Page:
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Pair of white egrets.
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Pair of white egrets.
Work Type
colour woodcuts
colour woodcut
Overall: 267mm (width), 395mm (height)

Japanese Kachō -e 'bird-and-flower pictures' offered print lovers a charming antidote to the melodrama of kabuki-e. Early kachō -e drew on Chinese conventions and "aimed to capture the spirit of nature in connection with the seasons, poetic allusions, or religious values". Bird images often conveyed symbolic meanings - tsuru, the crane, for example, was associated with longevity. By the 20th century, the simpler pleasures of enjoying intimate views of nature had somewhat supplanted these metaphoric associations.

Ohara Shō son (1877-1945), the most celebrated of shin-hanga ('new print') kachō -e artists, is reputed to have designed over 450 bird compositions. Under the name Koson, he had trained in Nihonga Japanese-style painting, specialising in the naturalistic modes of the Maruyama-Shijō school. He found early employment designing senso-e triptychs of the Russo-Japanese War. Subsequently, however, he specialised in intimate shin-hanga views of birds in their natural settings.

Delicate watercolour washes clearly distinguish Shō son's naturalist style from idioms of contemporary kachō -e designers, and account for his popularity in Japan and in the West. That delicacy challenged the skills of his craftsmen, and Shō son found favour with the best. Works published by Akiyama Buemon (Kokkeidō ) and Matsuki Heikichi (Daikokuya) and signed Koson were "principally destined for the foreign market". He changed his name to Shō son from 1912, and used it from around 1923 in his work with the pre-eminent shin-hanga publisher Watanabe Shō zaburō . All five bird prints currently in Te Papa's collection are signed and sealed Shō son, and also bear Watanabe's small circular seal.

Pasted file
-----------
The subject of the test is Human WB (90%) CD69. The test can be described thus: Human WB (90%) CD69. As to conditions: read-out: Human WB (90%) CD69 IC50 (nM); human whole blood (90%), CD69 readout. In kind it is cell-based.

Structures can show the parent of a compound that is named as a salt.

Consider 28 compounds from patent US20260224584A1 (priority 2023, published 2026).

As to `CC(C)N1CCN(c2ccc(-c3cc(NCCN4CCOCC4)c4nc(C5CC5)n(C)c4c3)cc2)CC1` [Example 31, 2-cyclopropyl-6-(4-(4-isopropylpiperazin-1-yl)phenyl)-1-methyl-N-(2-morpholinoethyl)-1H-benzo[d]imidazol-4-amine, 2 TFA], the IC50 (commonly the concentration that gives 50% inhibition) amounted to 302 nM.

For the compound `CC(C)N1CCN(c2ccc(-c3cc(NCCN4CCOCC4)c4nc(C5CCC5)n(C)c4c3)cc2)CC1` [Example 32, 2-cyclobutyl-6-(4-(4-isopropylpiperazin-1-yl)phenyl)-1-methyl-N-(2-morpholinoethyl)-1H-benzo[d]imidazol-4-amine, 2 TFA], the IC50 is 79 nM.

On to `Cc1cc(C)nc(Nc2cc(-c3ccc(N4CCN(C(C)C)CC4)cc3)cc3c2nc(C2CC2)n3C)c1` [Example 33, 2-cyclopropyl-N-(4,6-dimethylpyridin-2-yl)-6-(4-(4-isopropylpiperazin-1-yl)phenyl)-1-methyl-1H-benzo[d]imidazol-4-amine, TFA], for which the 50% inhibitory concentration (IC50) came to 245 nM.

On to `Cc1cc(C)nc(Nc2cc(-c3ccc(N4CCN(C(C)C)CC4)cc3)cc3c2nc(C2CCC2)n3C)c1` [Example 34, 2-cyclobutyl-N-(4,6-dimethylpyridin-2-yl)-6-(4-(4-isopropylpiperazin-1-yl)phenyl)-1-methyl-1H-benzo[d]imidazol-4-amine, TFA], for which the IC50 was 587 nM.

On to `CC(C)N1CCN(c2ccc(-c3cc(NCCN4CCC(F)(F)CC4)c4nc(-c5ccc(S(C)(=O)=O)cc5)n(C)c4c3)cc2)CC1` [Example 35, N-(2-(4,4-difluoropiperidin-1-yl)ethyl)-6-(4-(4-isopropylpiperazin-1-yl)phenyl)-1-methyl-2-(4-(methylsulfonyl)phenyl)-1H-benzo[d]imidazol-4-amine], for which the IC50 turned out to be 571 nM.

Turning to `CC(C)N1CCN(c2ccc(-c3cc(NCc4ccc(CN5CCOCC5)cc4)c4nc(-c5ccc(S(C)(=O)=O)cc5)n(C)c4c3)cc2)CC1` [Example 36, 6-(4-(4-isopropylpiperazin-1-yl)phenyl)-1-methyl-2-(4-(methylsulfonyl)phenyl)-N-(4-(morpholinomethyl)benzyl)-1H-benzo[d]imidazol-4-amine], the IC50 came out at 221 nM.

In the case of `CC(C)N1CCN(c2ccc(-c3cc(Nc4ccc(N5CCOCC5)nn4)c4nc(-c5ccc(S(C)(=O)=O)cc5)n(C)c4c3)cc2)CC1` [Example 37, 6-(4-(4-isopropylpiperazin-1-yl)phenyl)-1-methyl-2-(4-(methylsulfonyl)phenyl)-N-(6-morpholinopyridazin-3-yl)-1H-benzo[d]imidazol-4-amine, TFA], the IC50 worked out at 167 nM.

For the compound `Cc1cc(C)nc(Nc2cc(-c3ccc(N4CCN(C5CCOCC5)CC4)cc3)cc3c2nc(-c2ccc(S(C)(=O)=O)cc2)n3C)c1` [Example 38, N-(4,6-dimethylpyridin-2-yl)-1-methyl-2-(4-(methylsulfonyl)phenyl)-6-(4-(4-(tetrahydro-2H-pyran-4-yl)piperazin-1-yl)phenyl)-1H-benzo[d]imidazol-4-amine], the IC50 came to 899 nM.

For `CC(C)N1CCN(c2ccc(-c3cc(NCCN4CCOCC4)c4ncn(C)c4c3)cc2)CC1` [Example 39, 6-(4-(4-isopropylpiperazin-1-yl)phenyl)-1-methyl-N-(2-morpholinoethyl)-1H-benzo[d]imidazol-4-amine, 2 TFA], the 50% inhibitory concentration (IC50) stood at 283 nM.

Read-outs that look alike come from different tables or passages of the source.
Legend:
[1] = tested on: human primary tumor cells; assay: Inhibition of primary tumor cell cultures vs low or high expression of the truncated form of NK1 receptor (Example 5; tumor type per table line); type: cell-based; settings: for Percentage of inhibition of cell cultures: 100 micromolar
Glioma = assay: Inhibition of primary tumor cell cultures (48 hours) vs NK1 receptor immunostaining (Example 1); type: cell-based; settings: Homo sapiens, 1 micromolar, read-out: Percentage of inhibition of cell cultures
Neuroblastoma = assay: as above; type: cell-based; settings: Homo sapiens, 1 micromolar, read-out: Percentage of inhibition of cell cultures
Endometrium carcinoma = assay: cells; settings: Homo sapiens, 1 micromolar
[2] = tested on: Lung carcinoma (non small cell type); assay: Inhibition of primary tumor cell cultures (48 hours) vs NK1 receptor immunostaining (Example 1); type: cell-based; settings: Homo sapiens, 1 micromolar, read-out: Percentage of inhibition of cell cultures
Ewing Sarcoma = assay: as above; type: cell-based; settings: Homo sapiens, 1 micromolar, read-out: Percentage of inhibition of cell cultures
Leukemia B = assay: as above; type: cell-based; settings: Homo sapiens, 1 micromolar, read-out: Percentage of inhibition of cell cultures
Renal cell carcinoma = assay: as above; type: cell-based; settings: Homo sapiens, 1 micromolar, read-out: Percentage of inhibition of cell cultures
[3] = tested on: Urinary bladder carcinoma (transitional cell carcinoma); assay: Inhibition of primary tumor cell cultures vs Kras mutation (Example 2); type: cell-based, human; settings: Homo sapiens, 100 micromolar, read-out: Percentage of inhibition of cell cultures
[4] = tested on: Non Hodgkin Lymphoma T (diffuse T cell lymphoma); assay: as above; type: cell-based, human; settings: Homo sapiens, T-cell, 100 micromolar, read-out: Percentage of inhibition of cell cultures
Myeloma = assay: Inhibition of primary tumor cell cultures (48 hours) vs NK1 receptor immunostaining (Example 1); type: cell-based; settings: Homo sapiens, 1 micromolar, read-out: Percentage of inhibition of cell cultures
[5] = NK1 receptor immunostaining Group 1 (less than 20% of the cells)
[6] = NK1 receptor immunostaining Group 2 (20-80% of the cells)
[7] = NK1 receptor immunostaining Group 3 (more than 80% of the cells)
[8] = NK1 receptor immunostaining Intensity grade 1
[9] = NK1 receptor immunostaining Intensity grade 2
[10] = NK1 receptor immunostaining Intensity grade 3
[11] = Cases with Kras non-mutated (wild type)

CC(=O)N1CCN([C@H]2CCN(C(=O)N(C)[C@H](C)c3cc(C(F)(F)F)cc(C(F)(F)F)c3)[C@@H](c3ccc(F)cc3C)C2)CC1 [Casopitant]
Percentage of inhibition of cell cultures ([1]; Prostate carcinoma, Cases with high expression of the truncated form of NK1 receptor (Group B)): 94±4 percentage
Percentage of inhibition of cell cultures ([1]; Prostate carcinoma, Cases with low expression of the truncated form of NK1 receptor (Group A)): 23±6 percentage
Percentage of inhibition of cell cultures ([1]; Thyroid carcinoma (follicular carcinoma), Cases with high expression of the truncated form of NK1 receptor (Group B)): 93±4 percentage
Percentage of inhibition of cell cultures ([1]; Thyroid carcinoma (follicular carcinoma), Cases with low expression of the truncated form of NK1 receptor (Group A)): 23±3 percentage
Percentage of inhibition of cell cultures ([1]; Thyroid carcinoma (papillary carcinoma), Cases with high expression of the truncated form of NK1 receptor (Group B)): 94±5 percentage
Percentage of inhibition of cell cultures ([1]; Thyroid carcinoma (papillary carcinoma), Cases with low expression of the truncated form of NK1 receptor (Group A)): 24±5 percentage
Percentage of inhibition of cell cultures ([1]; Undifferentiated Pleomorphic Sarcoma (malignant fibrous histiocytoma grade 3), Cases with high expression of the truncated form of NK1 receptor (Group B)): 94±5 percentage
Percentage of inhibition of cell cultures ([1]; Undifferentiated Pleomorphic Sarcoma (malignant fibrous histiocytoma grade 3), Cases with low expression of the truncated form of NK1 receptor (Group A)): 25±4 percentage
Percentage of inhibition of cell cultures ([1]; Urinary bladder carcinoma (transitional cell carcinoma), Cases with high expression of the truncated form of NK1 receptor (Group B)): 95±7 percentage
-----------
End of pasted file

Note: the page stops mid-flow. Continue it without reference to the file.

Shō son's intimate view of two egrets with a background of reeds and a crescent moon clearly demonstrates the legacy of his watercolour studies. This is evident in the delicate bokashi gradation from darker blue in the upper composition, fading into a lighter twilight blue below, and in the soft, seamless, brownish-grey and blue transition from the reeds into the water.

Conventional brushwork of watercolour and sumi-e ink painting also inform Shō son's rhythmic articulation of the swaying curves of delicate linear stems and crisp, decisive brushstrokes of the leaves in the layers of reeds, and the rhythmic movements of ripples in the water. Besides its muted palette, this composition also reflects the understated compositional devices that Shō son favoured of establishing the principal subjects close to the viewer in a foreground plane, a shallow middle-ground setting closely behind them, and a background view of the nocturnal sky. This delightful work was one of 21 shown in the first shin-hanga exhibition at the Toledo Museum of Art in the USA in 1930.


David Bell, 'A new vision: modern Japanese prints from the Heriot collection', Tuhinga, 31 (2020), forthcoming.

A. Newland, J. Perrée and R. Schaap, Cows, cranes & camellias: the natural world of Ohara Koson 1877-1945 (Leiden, 2001).

Dr Mark Stocker Curator, Historical International Art May 2019

Collection: Art
Purchased 2016
Accession Number
Showa;Birds;Reeds (Plants);Moonlight
Image and original data provided by Museum of New Zealand - Te Papa Tongarewa
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